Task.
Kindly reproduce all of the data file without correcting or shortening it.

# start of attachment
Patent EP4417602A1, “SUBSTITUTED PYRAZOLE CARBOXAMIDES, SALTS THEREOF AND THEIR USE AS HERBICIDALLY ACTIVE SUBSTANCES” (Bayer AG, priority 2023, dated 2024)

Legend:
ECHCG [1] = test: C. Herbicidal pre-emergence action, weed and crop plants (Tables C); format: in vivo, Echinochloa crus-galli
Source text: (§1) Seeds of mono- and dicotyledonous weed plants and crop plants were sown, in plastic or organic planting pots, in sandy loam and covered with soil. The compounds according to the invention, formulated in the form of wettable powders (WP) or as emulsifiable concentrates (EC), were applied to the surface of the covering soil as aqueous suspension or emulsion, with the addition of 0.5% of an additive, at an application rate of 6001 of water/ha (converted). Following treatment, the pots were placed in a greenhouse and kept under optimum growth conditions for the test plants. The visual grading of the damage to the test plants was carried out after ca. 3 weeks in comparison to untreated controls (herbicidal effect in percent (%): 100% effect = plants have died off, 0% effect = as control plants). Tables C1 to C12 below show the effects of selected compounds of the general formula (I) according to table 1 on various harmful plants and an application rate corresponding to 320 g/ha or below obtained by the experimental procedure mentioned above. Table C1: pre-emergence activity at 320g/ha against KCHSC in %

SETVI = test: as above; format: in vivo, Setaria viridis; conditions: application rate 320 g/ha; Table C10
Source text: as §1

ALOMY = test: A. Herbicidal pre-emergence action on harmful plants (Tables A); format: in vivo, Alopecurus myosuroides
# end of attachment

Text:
Patent EP4417602A1, “SUBSTITUTED PYRAZOLE CARBOXAMIDES, SALTS THEREOF AND THEIR USE AS HERBICIDALLY ACTIVE SUBSTANCES” (Bayer AG, priority 2023, dated 2024)

Legend:
ECHCG [1] = test: C. Herbicidal pre-emergence action, weed and crop plants (Tables C); format: in vivo, Echinochloa crus-galli
Source text: (§1) Seeds of mono- and dicotyledonous weed plants and crop plants were sown, in plastic or organic planting pots, in sandy loam and covered with soil. The compounds according to the invention, formulated in the form of wettable powders (WP) or as emulsifiable concentrates (EC), were applied to the surface of the covering soil as aqueous suspension or emulsion, with the addition of 0.5% of an additive, at an application rate of 6001 of water/ha (converted). Following treatment, the pots were placed in a greenhouse and kept under optimum growth conditions for the test plants. The visual grading of the damage to the test plants was carried out after ca. 3 weeks in comparison to untreated controls (herbicidal effect in percent (%): 100% effect = plants have died off, 0% effect = as control plants). Tables C1 to C12 below show the effects of selected compounds of the general formula (I) according to table 1 on various harmful plants and an application rate corresponding to 320 g/ha or below obtained by the experimental procedure mentioned above. Table C1: pre-emergence activity at 320g/ha against KCHSC in %

SETVI = test: as above; format: in vivo, Setaria viridis; conditions: application rate 320 g/ha; Table C10
Source text: as §1

ALOMY = test: A. Herbicidal pre-emergence action on harmful plants (Tables A); format: in vivo, Alopecurus myosuroides